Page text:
No-seeums, gnats, bitty flies… no matter what you call them, they’re known for being downright annoying. If you’ve recently moved from up north or out west and think there seem to be more of them here, you’d be right. Our area is south of the Gnat Line, according to entomologists (bug experts) – also called the Fall Line by geologists. The Gnat Line is where the Piedmont meets the Coastal Plains. The soils are sandier and the climate far more humid – conditions gnats, fruit flies and related pests thrive in.
Preventing Fruit Flies and Gnats
Prevention is the best protection. These pesky little fliers can actually be one of several types: fruit fly, drain fly, fungus gnat, eye gnat, sand gnat/fly or black gnat (female black gnats bite and drink blood to get energy to reproduce). Depending on species, these bugs can lay between 150 to 600 eggs in one day, making prevention your best defense. Here are our prevention tips:
- Keep trash in covered bins and take out frequently.
- Don’t let dirty dishes pile up. Wash right away or rinse and put into dishwasher.
- Run garbage disposal on sink with cold water every day to keep it clear of food waste.
- Keep produce in the refrigerator. Ripening or rotting produce, especially fruit, is a major attraction for these bugs.
- Allow indoor plant soil to dry completely between waterings. Constantly moist soil provides an ideal breeding place. If a plant is infested, repot the plant into fresh soil as soon as possible.
- Avoid moisture build-up in your home. Remedy leaks immediately and wring mops dry to avoid creating a breeding space.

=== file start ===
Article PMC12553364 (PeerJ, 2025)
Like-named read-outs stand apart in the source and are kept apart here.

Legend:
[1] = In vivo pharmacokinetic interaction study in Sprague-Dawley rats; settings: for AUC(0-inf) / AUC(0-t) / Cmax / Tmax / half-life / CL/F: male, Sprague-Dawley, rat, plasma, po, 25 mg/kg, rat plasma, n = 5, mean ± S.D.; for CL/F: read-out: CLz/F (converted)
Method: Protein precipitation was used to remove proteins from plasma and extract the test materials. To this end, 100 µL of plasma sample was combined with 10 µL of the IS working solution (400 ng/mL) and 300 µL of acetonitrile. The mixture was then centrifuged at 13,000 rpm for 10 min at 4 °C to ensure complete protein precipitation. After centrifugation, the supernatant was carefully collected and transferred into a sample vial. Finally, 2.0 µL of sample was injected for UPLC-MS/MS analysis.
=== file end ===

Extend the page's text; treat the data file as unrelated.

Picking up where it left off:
How to Get Rid of Fruit Flies and Gnats
No matter which type of nuisance has invaded your home, most of them are attracted to rotting or decomposing food – or things that smell like it. Making a gnat trap is simple and easy. You’ll need a disposable cup (preferably clear so you can see if it’s working easily), water, apple cider vinegar, dish soap, a rubber band, plastic wrap and a toothpick. Here’s how to put it together:
1. Start with several drops of dish soap in the bottom of the disposable cup.
2. Add equal parts luke-warm water and apple cider vinegar until the cup is close to halfway full.
3. Cover the cup tightly with the plastic wrap and secure it with rubber band.
4. Poke holes in the plastic wrap with the toothpick. The fruit flies / gnats can easily climb in but are unable to get out.
You might want to create a couple of them and place them near where you see fruit flies / gnats most often. The apple cider vinegar smells like rotting produce and attracts the gnats into the cup while the soap in the mixture coats their wings to prevent them from escaping. The warm water dissolves the soap and also enhances the aroma of the vinegar when you first put the trap out.
If these pests have taken over your house plants and re-potting has not solved the problem, garden and home stores carry a product that is essentially a piece of fly paper on a stake small enough to stick into potted plants. There are several brands out to choose from.
Don’t hesitate to call The Pest Force for help with preventing fruit flies or any other pest problem. Our experts can help identify the exact species of bug you’re dealing with and help discover what conditions in your home are allowing them to thrive. We’ll help you get rid of the pests you have and help you prevent this tiny nuisance in the future.